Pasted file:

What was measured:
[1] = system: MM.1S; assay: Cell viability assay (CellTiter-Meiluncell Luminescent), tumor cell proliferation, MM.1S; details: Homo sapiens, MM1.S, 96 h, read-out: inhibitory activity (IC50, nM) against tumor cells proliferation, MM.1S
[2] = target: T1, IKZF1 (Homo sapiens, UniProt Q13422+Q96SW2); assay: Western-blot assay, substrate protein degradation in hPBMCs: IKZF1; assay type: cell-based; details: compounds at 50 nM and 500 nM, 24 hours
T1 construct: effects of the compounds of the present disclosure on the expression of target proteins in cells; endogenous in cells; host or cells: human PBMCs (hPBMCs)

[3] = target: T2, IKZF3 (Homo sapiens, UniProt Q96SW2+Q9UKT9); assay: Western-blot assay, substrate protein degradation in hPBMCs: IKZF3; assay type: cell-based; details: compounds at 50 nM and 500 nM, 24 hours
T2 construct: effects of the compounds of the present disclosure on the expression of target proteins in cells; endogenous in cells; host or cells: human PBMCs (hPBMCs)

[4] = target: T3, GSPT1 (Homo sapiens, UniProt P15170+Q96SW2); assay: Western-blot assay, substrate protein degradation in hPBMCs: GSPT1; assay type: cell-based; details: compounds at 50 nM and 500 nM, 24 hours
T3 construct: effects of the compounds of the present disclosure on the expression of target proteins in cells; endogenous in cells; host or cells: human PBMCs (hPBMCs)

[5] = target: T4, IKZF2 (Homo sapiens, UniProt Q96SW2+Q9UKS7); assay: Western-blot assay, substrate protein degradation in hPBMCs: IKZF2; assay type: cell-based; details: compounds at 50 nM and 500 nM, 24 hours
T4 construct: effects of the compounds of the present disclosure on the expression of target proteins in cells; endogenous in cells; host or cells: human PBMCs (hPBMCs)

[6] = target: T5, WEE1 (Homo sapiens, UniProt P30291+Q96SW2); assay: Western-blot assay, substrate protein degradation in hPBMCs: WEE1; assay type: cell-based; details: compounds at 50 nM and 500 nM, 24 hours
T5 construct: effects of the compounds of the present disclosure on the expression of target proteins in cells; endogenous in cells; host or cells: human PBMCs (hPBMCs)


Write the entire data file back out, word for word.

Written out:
What was measured:
[1] = system: MM.1S; assay: Cell viability assay (CellTiter-Meiluncell Luminescent), tumor cell proliferation, MM.1S; details: Homo sapiens, MM1.S, 96 h, read-out: inhibitory activity (IC50, nM) against tumor cells proliferation, MM.1S
[2] = target: T1, IKZF1 (Homo sapiens, UniProt Q13422+Q96SW2); assay: Western-blot assay, substrate protein degradation in hPBMCs: IKZF1; assay type: cell-based; details: compounds at 50 nM and 500 nM, 24 hours
T1 construct: effects of the compounds of the present disclosure on the expression of target proteins in cells; endogenous in cells; host or cells: human PBMCs (hPBMCs)

[3] = target: T2, IKZF3 (Homo sapiens, UniProt Q96SW2+Q9UKT9); assay: Western-blot assay, substrate protein degradation in hPBMCs: IKZF3; assay type: cell-based; details: compounds at 50 nM and 500 nM, 24 hours
T2 construct: effects of the compounds of the present disclosure on the expression of target proteins in cells; endogenous in cells; host or cells: human PBMCs (hPBMCs)

[4] = target: T3, GSPT1 (Homo sapiens, UniProt P15170+Q96SW2); assay: Western-blot assay, substrate protein degradation in hPBMCs: GSPT1; assay type: cell-based; details: compounds at 50 nM and 500 nM, 24 hours
T3 construct: effects of the compounds of the present disclosure on the expression of target proteins in cells; endogenous in cells; host or cells: human PBMCs (hPBMCs)

[5] = target: T4, IKZF2 (Homo sapiens, UniProt Q96SW2+Q9UKS7); assay: Western-blot assay, substrate protein degradation in hPBMCs: IKZF2; assay type: cell-based; details: compounds at 50 nM and 500 nM, 24 hours
T4 construct: effects of the compounds of the present disclosure on the expression of target proteins in cells; endogenous in cells; host or cells: human PBMCs (hPBMCs)

[6] = target: T5, WEE1 (Homo sapiens, UniProt P30291+Q96SW2); assay: Western-blot assay, substrate protein degradation in hPBMCs: WEE1; assay type: cell-based; details: compounds at 50 nM and 500 nM, 24 hours
T5 construct: effects of the compounds of the present disclosure on the expression of target proteins in cells; endogenous in cells; host or cells: human PBMCs (hPBMCs)